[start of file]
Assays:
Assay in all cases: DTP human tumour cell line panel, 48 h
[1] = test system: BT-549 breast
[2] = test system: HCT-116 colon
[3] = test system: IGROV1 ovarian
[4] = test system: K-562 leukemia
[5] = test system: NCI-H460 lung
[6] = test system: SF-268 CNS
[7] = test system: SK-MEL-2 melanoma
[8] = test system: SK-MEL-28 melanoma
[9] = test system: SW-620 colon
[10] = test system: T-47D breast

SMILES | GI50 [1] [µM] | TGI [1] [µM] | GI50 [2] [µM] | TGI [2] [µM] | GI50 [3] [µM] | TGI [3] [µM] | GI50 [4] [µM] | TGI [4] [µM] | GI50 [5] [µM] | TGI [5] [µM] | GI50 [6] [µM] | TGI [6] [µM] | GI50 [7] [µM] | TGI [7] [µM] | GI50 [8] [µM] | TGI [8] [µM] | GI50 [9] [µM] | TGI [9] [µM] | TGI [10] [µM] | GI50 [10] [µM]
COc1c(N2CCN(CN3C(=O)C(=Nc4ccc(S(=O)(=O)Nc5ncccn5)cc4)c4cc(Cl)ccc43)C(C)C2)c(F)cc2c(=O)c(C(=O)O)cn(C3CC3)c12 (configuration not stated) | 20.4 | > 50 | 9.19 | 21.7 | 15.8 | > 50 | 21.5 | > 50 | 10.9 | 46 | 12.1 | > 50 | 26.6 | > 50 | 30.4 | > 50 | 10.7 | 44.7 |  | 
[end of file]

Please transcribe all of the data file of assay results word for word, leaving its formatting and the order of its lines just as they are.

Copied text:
Assays:
Assay in all cases: DTP human tumour cell line panel, 48 h
[1] = test system: BT-549 breast
[2] = test system: HCT-116 colon
[3] = test system: IGROV1 ovarian
[4] = test system: K-562 leukemia
[5] = test system: NCI-H460 lung
[6] = test system: SF-268 CNS
[7] = test system: SK-MEL-2 melanoma
[8] = test system: SK-MEL-28 melanoma
[9] = test system: SW-620 colon
[10] = test system: T-47D breast

SMILES | GI50 [1] [µM] | TGI [1] [µM] | GI50 [2] [µM] | TGI [2] [µM] | GI50 [3] [µM] | TGI [3] [µM] | GI50 [4] [µM] | TGI [4] [µM] | GI50 [5] [µM] | TGI [5] [µM] | GI50 [6] [µM] | TGI [6] [µM] | GI50 [7] [µM] | TGI [7] [µM] | GI50 [8] [µM] | TGI [8] [µM] | GI50 [9] [µM] | TGI [9] [µM] | TGI [10] [µM] | GI50 [10] [µM]
COc1c(N2CCN(CN3C(=O)C(=Nc4ccc(S(=O)(=O)Nc5ncccn5)cc4)c4cc(Cl)ccc43)C(C)C2)c(F)cc2c(=O)c(C(=O)O)cn(C3CC3)c12 (configuration not stated) | 20.4 | > 50 | 9.19 | 21.7 | 15.8 | > 50 | 21.5 | > 50 | 10.9 | 46 | 12.1 | > 50 | 26.6 | > 50 | 30.4 | > 50 | 10.7 | 44.7 |  | 